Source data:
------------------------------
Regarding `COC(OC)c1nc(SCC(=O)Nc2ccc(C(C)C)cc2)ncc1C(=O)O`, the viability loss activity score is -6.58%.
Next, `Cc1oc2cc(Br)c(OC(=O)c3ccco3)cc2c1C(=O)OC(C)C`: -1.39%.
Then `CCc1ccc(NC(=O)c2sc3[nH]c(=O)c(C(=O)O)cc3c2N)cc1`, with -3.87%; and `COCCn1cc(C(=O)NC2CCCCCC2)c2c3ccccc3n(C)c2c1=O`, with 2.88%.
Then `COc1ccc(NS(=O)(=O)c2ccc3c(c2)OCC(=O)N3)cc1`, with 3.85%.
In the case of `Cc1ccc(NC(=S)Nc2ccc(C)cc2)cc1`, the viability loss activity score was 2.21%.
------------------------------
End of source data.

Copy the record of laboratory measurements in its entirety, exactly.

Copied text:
Regarding `COC(OC)c1nc(SCC(=O)Nc2ccc(C(C)C)cc2)ncc1C(=O)O`, the viability loss activity score is -6.58%.
Next, `Cc1oc2cc(Br)c(OC(=O)c3ccco3)cc2c1C(=O)OC(C)C`: -1.39%.
Then `CCc1ccc(NC(=O)c2sc3[nH]c(=O)c(C(=O)O)cc3c2N)cc1`, with -3.87%; and `COCCn1cc(C(=O)NC2CCCCCC2)c2c3ccccc3n(C)c2c1=O`, with 2.88%.
Then `COc1ccc(NS(=O)(=O)c2ccc3c(c2)OCC(=O)N3)cc1`, with 3.85%.
In the case of `Cc1ccc(NC(=S)Nc2ccc(C)cc2)cc1`, the viability loss activity score was 2.21%.